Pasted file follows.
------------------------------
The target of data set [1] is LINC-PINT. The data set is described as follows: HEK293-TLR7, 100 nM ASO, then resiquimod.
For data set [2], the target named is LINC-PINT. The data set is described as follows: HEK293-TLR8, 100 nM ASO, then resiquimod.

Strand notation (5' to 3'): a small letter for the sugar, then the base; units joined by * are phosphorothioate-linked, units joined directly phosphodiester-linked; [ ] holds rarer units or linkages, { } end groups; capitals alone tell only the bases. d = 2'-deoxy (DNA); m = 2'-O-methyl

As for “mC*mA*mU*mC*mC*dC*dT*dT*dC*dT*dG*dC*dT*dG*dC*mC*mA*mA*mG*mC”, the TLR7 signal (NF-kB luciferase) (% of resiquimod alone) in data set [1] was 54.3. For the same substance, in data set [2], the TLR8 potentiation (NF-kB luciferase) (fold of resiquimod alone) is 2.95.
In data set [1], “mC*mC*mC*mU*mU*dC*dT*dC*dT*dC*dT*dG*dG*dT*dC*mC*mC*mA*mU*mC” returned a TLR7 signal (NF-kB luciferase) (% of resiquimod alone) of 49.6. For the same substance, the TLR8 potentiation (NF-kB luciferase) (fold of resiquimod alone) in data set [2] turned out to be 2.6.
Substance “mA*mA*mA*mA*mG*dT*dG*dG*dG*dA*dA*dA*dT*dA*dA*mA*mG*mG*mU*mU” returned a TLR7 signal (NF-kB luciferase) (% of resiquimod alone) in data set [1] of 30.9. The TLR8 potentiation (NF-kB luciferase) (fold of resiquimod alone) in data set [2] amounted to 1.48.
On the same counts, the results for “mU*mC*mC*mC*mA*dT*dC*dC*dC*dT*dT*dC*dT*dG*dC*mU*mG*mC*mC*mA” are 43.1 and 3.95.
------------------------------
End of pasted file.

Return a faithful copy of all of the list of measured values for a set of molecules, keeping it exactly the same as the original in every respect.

The target of data set [1] is LINC-PINT. The data set is described as follows: HEK293-TLR7, 100 nM ASO, then resiquimod.
For data set [2], the target named is LINC-PINT. The data set is described as follows: HEK293-TLR8, 100 nM ASO, then resiquimod.

Strand notation (5' to 3'): a small letter for the sugar, then the base; units joined by * are phosphorothioate-linked, units joined directly phosphodiester-linked; [ ] holds rarer units or linkages, { } end groups; capitals alone tell only the bases. d = 2'-deoxy (DNA); m = 2'-O-methyl

As for “mC*mA*mU*mC*mC*dC*dT*dT*dC*dT*dG*dC*dT*dG*dC*mC*mA*mA*mG*mC”, the TLR7 signal (NF-kB luciferase) (% of resiquimod alone) in data set [1] was 54.3. For the same substance, in data set [2], the TLR8 potentiation (NF-kB luciferase) (fold of resiquimod alone) is 2.95.
In data set [1], “mC*mC*mC*mU*mU*dC*dT*dC*dT*dC*dT*dG*dG*dT*dC*mC*mC*mA*mU*mC” returned a TLR7 signal (NF-kB luciferase) (% of resiquimod alone) of 49.6. For the same substance, the TLR8 potentiation (NF-kB luciferase) (fold of resiquimod alone) in data set [2] turned out to be 2.6.
Substance “mA*mA*mA*mA*mG*dT*dG*dG*dG*dA*dA*dA*dT*dA*dA*mA*mG*mG*mU*mU” returned a TLR7 signal (NF-kB luciferase) (% of resiquimod alone) in data set [1] of 30.9. The TLR8 potentiation (NF-kB luciferase) (fold of resiquimod alone) in data set [2] amounted to 1.48.
On the same counts, the results for “mU*mC*mC*mC*mA*dT*dC*dC*dC*dT*dT*dC*dT*dG*dC*mU*mG*mC*mC*mA” are 43.1 and 3.95.